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Type of publication: conference paper
Field of Science: Ekologija ir aplinkotyra / Ecology and environmental sciences (N012)
Author(s): Juknys, Romualdas;Januškaitienė, Irena;Dikšaitytė, Austra
Title: Impact of warming climate on barley and tomato growth and photosynthetic pigments
Is part of: The vital nature sign [elektroninis išteklius] : 6th international scientific conference, Kaunas, Lithuania, 1-4 June, 2012 : abstract book. Kaunas : Vytautas Magnus university, 2012
Extent: p. 66-66
Date: 2012
Keywords: Warming climate;Tomato;Photosynthetic pigments
Abstract: One of the major issues of global concern today is rapidly increasing levels of CO2 in the atmosphere and its potential to change the world climate. It’s important to understand, how different agricultural cultivars will respond to different projected future levels of elevated CO2 and its association with increasing temperatures. In this experiment, there were examined single and combined effects of different CO2 levels (ambient 350 ppm, 700, 1500 and 3000 ppm) and elevated temperature (ambient +4oC-day/5oC-night) on barley (Hordeum vulgare L. cv. ‘Aura’) and tomato (Lycopersicon esculentum Mill. cv. ‘Svara’) growth characteristics. Experiments were conducted in the closed environment-controlled chambers. The results showed that the current ambient level of atmospheric CO2 concentration was growth limiting factor for the investigated agricultural species. Under single CO2 effect the greatest biomass accumulation of both plants was observed at 1500 ppm concentration. However the highest investigated concentration of CO2 (3000 ppm) significantly stimulated only biomass of barley. The highest biomass accumulation was detected under combined effect of elevated CO2 and temperature, when the increases were 43.0 and 37.6 % (p < 0.05) for barley and tomato respectively, compared to reference treatment. The factorial Anova analysis of all measured indices of investigated plants showed that the prior climate factor for barley was elevated CO2 (700 ppm), while the effect of increased temperature (ambient + 4oC-day/5oC-night) was much weaker. Whereas for tomato, which is considered as warmth-loving plant, substantial climate factor was elevated temperature, and the effect of 700 ppm CO2 had markedly weaker input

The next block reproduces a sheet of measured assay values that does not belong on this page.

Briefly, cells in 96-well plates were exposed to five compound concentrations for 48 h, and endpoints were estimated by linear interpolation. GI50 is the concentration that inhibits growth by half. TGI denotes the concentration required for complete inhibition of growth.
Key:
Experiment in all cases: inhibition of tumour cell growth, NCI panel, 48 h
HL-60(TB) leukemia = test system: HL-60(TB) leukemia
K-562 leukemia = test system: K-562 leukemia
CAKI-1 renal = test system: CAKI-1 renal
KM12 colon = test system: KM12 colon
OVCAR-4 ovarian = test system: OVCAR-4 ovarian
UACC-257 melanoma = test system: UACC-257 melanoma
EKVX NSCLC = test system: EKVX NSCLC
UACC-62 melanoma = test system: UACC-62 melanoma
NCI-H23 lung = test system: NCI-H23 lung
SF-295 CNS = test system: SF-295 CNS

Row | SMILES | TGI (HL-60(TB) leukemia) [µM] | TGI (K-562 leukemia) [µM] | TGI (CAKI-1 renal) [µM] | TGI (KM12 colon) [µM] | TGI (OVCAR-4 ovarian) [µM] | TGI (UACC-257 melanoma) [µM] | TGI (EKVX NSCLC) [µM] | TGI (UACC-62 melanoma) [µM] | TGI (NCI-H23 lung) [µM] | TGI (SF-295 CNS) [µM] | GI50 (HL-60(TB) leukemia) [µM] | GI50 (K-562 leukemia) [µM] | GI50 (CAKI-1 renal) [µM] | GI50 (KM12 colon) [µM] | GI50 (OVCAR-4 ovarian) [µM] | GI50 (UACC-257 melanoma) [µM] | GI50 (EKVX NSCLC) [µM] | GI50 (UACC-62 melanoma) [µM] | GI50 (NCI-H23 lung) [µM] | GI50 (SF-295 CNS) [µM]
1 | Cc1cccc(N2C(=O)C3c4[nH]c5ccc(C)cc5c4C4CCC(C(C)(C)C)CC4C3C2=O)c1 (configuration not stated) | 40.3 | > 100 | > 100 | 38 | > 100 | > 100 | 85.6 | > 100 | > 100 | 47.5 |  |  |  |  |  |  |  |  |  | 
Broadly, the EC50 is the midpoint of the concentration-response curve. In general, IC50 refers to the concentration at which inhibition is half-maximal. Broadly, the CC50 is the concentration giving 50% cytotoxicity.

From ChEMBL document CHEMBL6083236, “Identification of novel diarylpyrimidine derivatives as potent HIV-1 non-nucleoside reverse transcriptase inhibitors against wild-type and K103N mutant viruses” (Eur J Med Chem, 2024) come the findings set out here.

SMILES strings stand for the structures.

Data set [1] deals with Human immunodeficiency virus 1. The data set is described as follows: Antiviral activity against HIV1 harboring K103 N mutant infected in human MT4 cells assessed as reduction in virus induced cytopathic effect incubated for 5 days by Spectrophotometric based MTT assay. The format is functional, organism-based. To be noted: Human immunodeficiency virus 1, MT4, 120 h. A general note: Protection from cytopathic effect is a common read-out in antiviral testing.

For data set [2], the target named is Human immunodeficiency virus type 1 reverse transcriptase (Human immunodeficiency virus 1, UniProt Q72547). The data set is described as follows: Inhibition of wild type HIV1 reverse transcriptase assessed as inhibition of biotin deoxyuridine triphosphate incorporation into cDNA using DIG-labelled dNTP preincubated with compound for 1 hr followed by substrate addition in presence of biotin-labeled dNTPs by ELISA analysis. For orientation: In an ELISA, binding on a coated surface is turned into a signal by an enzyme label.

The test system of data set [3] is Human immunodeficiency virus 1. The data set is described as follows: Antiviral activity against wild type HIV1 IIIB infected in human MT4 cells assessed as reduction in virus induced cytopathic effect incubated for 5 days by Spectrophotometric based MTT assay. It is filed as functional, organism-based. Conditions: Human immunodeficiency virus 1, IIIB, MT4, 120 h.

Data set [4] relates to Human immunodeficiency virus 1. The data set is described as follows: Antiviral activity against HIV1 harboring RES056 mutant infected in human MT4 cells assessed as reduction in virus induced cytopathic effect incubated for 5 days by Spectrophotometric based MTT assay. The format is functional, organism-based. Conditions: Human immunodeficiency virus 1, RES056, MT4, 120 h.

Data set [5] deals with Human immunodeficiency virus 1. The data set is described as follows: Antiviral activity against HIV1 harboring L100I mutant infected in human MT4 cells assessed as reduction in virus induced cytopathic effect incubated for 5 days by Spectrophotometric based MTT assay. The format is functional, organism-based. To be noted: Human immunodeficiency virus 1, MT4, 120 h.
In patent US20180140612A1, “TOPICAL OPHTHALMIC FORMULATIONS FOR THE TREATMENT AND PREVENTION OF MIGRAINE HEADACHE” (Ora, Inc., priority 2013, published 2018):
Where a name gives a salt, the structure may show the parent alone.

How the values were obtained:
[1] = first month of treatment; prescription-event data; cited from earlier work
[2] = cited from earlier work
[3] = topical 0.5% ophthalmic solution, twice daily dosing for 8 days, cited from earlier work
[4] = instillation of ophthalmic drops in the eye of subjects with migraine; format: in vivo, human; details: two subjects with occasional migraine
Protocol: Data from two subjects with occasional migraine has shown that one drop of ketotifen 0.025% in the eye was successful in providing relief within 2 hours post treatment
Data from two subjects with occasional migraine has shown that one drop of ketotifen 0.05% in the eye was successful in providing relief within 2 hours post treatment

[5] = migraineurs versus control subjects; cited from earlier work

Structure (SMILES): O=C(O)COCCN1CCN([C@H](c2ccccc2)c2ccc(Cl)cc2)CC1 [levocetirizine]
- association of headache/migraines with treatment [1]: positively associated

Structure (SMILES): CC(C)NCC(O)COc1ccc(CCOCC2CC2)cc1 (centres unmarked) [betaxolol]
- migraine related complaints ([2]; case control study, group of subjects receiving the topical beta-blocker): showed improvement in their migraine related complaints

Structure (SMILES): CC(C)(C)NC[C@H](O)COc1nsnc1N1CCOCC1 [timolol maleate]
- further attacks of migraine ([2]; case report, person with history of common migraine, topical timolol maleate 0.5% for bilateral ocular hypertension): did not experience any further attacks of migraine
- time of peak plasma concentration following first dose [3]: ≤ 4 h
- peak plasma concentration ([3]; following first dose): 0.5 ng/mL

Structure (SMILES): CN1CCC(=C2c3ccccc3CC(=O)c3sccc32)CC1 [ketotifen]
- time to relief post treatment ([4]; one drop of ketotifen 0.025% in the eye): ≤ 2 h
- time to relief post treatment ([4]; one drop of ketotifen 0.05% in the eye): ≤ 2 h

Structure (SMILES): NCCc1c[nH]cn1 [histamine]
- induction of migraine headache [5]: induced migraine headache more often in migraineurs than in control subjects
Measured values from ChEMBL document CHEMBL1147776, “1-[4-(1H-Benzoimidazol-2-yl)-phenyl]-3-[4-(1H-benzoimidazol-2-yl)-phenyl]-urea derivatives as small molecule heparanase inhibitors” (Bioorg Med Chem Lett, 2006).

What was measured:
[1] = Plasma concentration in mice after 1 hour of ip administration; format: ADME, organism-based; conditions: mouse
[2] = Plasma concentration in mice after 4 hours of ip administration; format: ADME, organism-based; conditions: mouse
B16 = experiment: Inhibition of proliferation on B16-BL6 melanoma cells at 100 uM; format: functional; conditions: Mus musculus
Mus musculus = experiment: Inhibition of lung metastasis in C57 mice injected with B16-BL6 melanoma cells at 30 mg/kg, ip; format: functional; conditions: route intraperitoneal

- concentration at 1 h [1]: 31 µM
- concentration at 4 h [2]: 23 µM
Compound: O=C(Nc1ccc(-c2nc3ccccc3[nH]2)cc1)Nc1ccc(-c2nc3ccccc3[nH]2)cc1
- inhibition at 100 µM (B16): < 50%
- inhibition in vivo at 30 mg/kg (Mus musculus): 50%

Affiliation(s): Aplinkotyros katedra
Vytauto Didžiojo universitetas
Appears in Collections:Universiteto mokslo publikacijos / University Research Publications

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